May 25, 2018 Top Story

Plaintiff’s Testimony Too Incredible to Defeat Summary Judgment

Rare circumstances, irreconcilable contradictions lead to credibility determination

By Amy Mattson

A court may make credibility determinations on a summary judgment motion where the facts alleged are so contradictory as to be inexplicable in light of evidence in the record, according to the U.S. District Court for the District of Connecticut.

The plaintiff alleged she aspirated a thumbtack that had become lodged in her aspirator

The plaintiff alleged she aspirated a thumbtack that had become lodged in her aspirator

iStockphoto by Getty Images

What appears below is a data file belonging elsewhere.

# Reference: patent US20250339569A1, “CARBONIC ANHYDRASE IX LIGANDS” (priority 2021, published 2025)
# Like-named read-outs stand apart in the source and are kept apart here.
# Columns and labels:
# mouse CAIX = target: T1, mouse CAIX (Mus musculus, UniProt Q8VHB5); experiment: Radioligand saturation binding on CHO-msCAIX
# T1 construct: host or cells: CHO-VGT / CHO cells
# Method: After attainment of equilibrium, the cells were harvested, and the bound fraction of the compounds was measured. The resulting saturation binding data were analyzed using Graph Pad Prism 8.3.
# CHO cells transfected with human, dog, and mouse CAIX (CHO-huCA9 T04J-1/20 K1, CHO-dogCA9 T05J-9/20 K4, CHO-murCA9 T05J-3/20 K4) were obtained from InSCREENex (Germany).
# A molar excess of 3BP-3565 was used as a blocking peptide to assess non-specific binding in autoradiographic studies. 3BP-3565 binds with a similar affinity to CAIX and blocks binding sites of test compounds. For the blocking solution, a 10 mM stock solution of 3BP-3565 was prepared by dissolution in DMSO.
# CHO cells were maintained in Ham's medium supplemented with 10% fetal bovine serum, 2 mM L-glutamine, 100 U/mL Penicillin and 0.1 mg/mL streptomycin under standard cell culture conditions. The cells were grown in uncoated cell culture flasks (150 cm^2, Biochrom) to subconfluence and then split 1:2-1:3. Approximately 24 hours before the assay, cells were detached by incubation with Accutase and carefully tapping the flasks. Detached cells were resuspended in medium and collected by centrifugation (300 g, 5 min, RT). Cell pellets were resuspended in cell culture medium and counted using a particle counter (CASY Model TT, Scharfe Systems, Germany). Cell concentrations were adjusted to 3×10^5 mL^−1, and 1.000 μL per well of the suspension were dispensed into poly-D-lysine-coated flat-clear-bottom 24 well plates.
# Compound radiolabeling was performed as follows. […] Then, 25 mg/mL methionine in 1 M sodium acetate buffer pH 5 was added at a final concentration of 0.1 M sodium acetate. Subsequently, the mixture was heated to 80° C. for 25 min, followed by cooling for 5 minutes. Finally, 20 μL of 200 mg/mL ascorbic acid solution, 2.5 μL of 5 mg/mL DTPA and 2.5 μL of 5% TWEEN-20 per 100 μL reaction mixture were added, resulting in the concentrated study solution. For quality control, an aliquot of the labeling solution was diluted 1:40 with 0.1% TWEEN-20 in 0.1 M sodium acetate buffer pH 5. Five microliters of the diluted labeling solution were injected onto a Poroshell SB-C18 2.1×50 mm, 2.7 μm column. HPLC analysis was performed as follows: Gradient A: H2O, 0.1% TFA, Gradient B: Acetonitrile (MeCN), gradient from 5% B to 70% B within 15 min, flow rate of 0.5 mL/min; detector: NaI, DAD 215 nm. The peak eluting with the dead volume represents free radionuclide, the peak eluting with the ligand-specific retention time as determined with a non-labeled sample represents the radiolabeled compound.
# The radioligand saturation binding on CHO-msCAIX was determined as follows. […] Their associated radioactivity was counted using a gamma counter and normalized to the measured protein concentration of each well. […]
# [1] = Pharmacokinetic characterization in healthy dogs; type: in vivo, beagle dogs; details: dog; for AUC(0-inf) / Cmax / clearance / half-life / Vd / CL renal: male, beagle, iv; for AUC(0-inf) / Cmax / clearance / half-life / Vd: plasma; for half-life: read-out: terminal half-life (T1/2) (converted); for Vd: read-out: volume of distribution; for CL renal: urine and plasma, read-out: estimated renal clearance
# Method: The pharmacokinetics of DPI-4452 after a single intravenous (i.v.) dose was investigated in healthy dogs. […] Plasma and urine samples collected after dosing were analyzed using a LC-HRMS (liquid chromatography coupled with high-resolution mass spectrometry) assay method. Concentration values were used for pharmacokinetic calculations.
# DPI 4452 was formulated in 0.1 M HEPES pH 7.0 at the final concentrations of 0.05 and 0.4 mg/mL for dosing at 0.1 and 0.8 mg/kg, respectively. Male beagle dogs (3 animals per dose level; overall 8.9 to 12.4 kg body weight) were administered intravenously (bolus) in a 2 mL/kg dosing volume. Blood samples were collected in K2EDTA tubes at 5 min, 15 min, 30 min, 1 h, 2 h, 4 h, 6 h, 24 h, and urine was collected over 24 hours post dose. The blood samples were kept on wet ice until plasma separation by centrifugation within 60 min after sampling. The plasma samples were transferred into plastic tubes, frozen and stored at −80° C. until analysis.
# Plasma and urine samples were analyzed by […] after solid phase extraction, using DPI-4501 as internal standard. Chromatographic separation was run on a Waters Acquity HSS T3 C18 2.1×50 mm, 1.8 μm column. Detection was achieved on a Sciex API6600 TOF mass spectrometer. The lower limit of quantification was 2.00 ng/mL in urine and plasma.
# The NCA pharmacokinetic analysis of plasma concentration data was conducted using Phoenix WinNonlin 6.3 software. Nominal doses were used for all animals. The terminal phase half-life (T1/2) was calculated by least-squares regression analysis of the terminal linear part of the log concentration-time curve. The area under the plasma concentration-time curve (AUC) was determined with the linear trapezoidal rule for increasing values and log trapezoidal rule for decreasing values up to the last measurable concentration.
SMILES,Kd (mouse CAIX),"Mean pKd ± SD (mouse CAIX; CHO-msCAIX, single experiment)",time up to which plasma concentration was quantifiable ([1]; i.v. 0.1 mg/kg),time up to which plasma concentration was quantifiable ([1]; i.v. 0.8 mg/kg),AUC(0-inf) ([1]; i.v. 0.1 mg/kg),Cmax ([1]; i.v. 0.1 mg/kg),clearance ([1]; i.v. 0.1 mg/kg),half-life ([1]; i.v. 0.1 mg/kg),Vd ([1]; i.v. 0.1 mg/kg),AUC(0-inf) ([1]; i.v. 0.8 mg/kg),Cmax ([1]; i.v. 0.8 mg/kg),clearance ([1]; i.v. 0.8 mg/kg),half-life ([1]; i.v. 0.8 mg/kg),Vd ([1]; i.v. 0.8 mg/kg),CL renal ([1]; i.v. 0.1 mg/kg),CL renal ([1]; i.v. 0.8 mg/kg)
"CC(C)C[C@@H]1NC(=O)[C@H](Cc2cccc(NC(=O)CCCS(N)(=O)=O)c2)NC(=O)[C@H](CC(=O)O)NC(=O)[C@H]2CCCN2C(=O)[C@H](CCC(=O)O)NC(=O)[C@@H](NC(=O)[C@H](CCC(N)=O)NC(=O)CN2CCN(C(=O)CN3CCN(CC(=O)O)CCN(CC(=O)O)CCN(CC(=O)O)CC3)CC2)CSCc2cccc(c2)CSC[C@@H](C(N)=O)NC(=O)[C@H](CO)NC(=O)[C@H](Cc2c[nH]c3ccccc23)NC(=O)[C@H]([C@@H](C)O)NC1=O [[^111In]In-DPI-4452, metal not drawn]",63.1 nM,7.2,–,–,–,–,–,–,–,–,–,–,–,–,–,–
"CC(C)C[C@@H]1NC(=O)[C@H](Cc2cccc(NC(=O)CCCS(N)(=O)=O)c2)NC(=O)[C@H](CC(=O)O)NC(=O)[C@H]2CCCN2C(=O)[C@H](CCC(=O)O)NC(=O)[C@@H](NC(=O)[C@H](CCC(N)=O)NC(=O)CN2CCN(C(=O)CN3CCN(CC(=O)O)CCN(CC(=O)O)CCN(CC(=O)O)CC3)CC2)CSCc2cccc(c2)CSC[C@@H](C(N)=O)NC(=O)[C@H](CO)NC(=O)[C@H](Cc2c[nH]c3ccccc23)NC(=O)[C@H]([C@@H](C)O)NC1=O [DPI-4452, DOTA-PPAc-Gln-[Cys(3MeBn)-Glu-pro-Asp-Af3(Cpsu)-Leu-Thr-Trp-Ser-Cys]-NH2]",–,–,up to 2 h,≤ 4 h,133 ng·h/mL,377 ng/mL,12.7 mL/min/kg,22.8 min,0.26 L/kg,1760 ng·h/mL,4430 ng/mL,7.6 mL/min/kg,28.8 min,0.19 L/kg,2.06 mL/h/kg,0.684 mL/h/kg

In Gill v. Teva Respiratory, LLC, the court granted the defendants' motions for summary judgment, reasoning that the plaintiff, in relying exclusively on her own testimony, failed to rebut the defendants' evidence or correct discrepancies in the record. Although the U.S. Court of Appeals for the Second Circuit has previously held that a credibility determination is warranted where a plaintiff relies on incomplete and contradictory testimony, some ABA Section of Litigation leaders believe this case may spur courts and practitioners to alter their methodology.

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